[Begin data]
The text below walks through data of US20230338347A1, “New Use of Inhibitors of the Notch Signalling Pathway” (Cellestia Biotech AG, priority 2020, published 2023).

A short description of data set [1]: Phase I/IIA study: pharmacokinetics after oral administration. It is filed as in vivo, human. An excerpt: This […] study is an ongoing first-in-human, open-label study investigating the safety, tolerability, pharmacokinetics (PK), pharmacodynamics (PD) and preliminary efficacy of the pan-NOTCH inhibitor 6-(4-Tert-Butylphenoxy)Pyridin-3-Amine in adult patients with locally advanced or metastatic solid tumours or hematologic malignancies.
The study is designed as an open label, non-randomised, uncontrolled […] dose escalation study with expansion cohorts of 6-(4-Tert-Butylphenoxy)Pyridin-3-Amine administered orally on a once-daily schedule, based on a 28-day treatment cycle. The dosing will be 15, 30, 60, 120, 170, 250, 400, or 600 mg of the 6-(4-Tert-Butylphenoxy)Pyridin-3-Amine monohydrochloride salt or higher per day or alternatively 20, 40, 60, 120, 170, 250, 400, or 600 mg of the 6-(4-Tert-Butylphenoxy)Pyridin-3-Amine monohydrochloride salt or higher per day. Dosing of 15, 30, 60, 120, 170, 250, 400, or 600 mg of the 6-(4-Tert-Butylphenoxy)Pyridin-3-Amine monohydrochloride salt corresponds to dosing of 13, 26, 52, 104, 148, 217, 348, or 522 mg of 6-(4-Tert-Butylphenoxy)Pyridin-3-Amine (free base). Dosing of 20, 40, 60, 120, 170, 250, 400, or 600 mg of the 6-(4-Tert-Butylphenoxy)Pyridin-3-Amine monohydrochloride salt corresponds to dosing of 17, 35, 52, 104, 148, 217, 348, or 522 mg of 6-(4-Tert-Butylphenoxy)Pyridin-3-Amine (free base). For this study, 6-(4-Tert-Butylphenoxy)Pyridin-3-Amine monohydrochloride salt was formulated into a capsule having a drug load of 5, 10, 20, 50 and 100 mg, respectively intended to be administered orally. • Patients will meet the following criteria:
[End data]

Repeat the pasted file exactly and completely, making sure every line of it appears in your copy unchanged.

The text below walks through data of US20230338347A1, “New Use of Inhibitors of the Notch Signalling Pathway” (Cellestia Biotech AG, priority 2020, published 2023).

A short description of data set [1]: Phase I/IIA study: pharmacokinetics after oral administration. It is filed as in vivo, human. An excerpt: This […] study is an ongoing first-in-human, open-label study investigating the safety, tolerability, pharmacokinetics (PK), pharmacodynamics (PD) and preliminary efficacy of the pan-NOTCH inhibitor 6-(4-Tert-Butylphenoxy)Pyridin-3-Amine in adult patients with locally advanced or metastatic solid tumours or hematologic malignancies.
The study is designed as an open label, non-randomised, uncontrolled […] dose escalation study with expansion cohorts of 6-(4-Tert-Butylphenoxy)Pyridin-3-Amine administered orally on a once-daily schedule, based on a 28-day treatment cycle. The dosing will be 15, 30, 60, 120, 170, 250, 400, or 600 mg of the 6-(4-Tert-Butylphenoxy)Pyridin-3-Amine monohydrochloride salt or higher per day or alternatively 20, 40, 60, 120, 170, 250, 400, or 600 mg of the 6-(4-Tert-Butylphenoxy)Pyridin-3-Amine monohydrochloride salt or higher per day. Dosing of 15, 30, 60, 120, 170, 250, 400, or 600 mg of the 6-(4-Tert-Butylphenoxy)Pyridin-3-Amine monohydrochloride salt corresponds to dosing of 13, 26, 52, 104, 148, 217, 348, or 522 mg of 6-(4-Tert-Butylphenoxy)Pyridin-3-Amine (free base). Dosing of 20, 40, 60, 120, 170, 250, 400, or 600 mg of the 6-(4-Tert-Butylphenoxy)Pyridin-3-Amine monohydrochloride salt corresponds to dosing of 17, 35, 52, 104, 148, 217, 348, or 522 mg of 6-(4-Tert-Butylphenoxy)Pyridin-3-Amine (free base). For this study, 6-(4-Tert-Butylphenoxy)Pyridin-3-Amine monohydrochloride salt was formulated into a capsule having a drug load of 5, 10, 20, 50 and 100 mg, respectively intended to be administered orally. • Patients will meet the following criteria: